A Workplace Guide to World Suicide Prevention Day 2020

On 10th September 2020, it’s World Suicide Prevention Day and whilst this is particularly important for so many different people – Employers’ also have a big part to play in supporting the mental health and overall wellbeing of its employees.

Three out of every five employees experience mental health issues because of work.

According to Public Health England, in the UK, mental health issues account for £8 billion of sickness and costs businesses £42 billion a year, dealing with and replacing staff that leave their jobs.

As a manager, colleague or business owner you all have a responsibility to consider.

When is Support Needed?

It’s difficult to know when to intervene.  However, there are potential changes in a person to look out for that are likely to be out of the ordinary and these include:

Changes in productivity

  • Deterioration in performance at work
  • Lethargy in a previously energetic person
  • New pattern of unexplained lateness or absences
  • Recent inability to concentrate on work
  • Recent inability to complete work

Changes in social functioning

  • Deterioration in social functioning
  • Withdrawal from colleagues
  • Isolation

Changes in personality or behaviour

  • Extreme mood swings
  • Acting anxious or agitated
  • Showing rage, uncontrolled anger
  • Behaving recklessly
  • Increased alcohol or drug use
  • Changes in eating and sleeping patterns
  • Signs of (self-inflicted) physical harm

As a colleague – How can you help in a crisis?

  • Express empathy and concern, encourage them to talk and listen without judgment.
  • Ask if there is anyone they would like to call or have called.
  • Encourage them to reach out to health or counselling services inside the organisation, if available, or otherwise outside the organisation, and offer to call or go there together.
  • If your colleague has attempted to or indicates that they are about to intentionally harm themselves, remove access to means and do not leave them alone.
  • Seek immediate support from staff health services, if available, or health services outside of the organisation.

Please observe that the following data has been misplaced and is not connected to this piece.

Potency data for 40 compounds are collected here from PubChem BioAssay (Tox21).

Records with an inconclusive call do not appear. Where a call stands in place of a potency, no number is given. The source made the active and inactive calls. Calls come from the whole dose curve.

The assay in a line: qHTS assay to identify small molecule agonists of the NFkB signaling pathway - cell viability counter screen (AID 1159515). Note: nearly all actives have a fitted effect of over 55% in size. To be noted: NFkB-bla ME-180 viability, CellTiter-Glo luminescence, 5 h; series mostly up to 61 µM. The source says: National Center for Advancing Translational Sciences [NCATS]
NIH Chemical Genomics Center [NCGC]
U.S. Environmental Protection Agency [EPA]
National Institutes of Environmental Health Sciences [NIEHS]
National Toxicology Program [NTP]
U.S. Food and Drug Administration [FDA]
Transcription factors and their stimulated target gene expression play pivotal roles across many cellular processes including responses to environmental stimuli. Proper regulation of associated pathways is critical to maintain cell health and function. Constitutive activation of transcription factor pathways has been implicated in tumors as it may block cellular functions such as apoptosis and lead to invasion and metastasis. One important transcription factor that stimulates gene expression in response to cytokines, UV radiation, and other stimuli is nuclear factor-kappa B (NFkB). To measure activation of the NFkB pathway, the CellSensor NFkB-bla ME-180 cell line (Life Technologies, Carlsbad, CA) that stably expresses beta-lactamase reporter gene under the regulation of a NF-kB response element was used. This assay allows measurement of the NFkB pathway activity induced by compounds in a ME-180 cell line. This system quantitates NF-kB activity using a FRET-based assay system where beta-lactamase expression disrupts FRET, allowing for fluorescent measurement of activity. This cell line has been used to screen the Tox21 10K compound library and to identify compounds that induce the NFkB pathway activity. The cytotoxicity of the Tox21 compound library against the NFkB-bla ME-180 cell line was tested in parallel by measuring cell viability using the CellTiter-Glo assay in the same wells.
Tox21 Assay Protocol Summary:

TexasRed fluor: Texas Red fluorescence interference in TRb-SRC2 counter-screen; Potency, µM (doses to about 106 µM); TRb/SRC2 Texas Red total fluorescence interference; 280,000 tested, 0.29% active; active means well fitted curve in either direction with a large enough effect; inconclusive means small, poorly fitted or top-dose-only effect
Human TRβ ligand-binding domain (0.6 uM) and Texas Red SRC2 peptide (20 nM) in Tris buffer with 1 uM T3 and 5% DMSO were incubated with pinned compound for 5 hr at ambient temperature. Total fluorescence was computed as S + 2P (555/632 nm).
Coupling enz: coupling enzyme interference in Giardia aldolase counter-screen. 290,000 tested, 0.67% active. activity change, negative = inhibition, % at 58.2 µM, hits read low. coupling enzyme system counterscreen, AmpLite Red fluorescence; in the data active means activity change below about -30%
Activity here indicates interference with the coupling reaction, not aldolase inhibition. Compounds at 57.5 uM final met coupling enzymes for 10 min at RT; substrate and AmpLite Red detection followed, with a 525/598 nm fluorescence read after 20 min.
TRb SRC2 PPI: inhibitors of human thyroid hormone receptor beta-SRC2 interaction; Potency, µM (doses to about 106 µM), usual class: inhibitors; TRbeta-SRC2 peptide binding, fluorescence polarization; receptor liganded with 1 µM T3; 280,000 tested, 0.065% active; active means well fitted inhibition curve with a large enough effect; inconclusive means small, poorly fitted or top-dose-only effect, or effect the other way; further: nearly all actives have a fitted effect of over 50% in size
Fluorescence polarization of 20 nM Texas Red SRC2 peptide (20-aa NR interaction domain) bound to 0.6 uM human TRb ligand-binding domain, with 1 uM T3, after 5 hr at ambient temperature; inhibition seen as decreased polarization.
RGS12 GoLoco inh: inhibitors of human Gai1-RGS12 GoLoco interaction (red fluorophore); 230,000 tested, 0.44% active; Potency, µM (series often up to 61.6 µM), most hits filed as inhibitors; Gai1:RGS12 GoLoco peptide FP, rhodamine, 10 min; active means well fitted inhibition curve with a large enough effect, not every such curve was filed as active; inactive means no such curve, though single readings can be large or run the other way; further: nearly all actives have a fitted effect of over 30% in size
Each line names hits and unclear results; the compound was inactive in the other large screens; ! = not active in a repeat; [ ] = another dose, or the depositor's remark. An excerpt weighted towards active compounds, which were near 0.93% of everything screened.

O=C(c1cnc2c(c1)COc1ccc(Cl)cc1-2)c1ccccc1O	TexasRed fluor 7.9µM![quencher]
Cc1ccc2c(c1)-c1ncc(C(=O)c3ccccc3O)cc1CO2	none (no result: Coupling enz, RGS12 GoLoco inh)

As an employer/manager – How can you help in a crisis?

  • Provide information sessions for your staff on mental health and suicide prevention. Ensure all staff know what resources are available for support, both within the organization and in the local community.
  • Foster a work environment in which colleagues feel comfortable talking about problems that have an impact on their ability to do their job effectively and supporting each other during difficult times.
  • Become familiar with relevant legislation.
  • Identify and reduce work-related stressors which can negatively impact mental health.
  • Design and implement a plan for how to sensitively manage and communicate the suicide or suicide attempt of an employee in a way that minimizes further distress. Measures should include the availability of trained health workers and support services for staff.

Additional Mental Health Resources for Employers

* All statistics have been sourced from Public Health England (2017) and guidance has been adapted from the World Health Organisation, alongside Business in the Community BITC.



Author: Gary Parsons
Gary is MD & Co-Founder at Talk Staff, passionate about the role that people play in helping build long-term and sustainable businesses. He sits on local business advisory boards and has been key in leading the growth of Talk Staff from inception in 2009.